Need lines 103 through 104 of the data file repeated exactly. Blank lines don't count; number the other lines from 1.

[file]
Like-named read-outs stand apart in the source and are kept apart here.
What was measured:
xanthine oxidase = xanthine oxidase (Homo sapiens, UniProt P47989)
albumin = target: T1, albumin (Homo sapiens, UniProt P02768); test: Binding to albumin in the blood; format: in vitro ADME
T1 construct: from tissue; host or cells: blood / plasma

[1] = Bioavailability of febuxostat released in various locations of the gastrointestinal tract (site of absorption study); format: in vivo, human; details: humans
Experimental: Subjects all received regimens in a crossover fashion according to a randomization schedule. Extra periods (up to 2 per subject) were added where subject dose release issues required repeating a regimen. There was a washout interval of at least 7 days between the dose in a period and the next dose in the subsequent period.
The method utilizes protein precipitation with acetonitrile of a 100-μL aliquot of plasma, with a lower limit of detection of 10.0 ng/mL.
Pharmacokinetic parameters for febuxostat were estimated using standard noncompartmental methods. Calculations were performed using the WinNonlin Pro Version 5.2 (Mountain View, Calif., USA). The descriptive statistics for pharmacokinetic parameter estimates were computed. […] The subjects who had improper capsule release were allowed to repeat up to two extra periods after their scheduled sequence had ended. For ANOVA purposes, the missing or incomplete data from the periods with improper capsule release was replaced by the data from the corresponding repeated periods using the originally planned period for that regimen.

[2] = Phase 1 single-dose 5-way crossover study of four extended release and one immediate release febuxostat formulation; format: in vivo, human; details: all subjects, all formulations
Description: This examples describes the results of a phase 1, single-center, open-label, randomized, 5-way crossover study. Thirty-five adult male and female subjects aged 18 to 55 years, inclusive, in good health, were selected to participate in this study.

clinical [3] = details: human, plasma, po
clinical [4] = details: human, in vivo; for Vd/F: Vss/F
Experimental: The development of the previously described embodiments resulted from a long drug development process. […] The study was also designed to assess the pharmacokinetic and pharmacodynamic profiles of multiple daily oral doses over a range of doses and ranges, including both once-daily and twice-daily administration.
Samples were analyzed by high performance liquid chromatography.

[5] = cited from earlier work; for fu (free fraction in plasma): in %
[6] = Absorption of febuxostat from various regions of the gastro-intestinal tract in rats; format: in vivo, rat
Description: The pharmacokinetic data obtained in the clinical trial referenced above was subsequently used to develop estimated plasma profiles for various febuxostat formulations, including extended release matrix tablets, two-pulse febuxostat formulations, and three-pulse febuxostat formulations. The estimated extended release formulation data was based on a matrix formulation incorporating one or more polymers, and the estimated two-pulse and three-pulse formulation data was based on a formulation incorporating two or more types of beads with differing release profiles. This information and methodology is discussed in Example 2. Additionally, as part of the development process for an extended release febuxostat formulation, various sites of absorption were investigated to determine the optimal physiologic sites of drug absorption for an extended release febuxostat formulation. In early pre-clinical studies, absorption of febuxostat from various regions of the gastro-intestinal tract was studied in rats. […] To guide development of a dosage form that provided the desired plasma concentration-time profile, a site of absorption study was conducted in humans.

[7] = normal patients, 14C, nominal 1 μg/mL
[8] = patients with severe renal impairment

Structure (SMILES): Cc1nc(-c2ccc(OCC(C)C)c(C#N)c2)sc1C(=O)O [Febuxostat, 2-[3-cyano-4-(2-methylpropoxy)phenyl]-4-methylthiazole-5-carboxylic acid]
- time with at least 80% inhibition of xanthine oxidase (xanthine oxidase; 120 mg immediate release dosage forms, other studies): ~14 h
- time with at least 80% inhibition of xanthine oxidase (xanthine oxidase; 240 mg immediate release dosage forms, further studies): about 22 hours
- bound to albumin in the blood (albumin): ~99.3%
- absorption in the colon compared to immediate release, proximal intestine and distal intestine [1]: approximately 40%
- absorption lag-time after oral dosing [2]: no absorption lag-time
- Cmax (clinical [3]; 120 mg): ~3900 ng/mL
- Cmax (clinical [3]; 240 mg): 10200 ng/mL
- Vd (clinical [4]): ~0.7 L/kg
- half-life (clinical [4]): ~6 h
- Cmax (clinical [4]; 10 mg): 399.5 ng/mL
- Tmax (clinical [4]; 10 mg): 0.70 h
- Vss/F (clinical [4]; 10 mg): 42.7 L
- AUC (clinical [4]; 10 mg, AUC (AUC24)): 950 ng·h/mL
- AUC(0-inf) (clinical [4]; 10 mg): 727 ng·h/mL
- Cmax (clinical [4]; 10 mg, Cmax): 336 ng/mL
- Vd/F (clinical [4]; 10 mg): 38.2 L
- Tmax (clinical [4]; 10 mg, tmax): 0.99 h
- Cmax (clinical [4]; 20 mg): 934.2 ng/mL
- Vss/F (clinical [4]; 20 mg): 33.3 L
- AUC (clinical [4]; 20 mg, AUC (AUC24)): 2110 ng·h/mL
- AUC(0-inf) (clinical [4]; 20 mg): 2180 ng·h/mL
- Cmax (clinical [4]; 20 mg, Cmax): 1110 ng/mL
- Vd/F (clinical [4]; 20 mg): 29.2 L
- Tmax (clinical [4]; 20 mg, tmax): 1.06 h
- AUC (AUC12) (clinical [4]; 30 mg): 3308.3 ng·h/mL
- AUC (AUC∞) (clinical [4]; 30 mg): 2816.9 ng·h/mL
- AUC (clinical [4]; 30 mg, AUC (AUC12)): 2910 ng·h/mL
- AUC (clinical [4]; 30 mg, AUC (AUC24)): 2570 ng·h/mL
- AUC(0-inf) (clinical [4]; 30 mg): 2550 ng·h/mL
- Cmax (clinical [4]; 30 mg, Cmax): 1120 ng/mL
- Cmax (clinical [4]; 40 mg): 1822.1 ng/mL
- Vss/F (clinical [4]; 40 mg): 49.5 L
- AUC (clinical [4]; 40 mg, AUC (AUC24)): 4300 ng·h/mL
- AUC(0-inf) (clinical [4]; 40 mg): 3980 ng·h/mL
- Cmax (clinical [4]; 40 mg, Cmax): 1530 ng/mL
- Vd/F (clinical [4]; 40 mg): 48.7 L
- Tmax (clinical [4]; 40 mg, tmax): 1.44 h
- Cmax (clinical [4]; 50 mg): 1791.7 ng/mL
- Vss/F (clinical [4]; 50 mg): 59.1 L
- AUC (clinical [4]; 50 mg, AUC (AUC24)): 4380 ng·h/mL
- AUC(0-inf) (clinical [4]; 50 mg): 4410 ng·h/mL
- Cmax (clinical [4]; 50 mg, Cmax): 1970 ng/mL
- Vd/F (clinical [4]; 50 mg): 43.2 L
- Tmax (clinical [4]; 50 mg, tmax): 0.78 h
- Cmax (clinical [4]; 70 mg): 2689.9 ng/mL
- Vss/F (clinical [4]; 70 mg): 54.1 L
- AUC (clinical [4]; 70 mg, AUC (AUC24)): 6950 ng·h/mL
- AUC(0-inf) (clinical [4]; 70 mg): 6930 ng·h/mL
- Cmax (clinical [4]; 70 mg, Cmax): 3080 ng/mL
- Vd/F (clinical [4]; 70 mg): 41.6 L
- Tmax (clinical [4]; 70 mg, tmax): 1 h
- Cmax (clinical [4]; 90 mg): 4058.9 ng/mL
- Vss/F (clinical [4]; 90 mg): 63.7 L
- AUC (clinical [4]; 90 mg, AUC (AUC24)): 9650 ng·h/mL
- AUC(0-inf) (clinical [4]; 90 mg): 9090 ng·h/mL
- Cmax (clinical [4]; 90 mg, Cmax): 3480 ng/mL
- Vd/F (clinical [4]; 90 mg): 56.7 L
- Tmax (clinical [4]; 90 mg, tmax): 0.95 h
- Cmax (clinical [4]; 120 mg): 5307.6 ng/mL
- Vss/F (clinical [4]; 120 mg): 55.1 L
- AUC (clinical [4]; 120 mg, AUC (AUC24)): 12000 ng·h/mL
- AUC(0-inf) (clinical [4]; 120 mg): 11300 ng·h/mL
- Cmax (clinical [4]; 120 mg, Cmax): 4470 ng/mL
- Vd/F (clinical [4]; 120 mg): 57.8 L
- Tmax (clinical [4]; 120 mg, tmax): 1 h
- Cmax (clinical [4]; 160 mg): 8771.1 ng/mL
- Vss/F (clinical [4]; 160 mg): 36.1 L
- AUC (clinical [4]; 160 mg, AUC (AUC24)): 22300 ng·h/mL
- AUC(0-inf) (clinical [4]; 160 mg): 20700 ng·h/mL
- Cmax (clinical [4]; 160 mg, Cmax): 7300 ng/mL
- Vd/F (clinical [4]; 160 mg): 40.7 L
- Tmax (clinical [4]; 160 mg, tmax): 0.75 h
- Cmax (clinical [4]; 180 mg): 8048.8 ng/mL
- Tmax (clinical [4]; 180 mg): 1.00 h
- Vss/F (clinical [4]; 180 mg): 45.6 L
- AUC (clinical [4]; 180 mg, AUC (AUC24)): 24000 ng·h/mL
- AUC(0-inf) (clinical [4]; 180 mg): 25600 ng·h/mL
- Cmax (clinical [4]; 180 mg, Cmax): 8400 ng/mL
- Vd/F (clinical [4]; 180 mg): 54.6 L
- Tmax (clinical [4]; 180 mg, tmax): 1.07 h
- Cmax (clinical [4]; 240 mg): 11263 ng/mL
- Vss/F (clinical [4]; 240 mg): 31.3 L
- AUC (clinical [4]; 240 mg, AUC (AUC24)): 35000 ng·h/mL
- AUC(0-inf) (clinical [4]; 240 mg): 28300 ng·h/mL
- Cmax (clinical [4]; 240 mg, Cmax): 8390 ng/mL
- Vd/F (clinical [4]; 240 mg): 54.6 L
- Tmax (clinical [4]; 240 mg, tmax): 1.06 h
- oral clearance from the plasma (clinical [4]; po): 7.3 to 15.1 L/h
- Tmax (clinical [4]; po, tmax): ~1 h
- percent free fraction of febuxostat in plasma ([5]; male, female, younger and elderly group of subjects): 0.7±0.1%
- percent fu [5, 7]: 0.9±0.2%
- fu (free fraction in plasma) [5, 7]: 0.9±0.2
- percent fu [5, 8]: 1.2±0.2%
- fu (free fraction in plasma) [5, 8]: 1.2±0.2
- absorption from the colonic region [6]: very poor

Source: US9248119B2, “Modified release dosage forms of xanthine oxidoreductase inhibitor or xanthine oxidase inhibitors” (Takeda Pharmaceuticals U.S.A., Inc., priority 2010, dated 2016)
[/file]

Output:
- Vss/F (clinical [4]; 240 mg): 31.3 L
- AUC (clinical [4]; 240 mg, AUC (AUC24)): 35000 ng·h/mL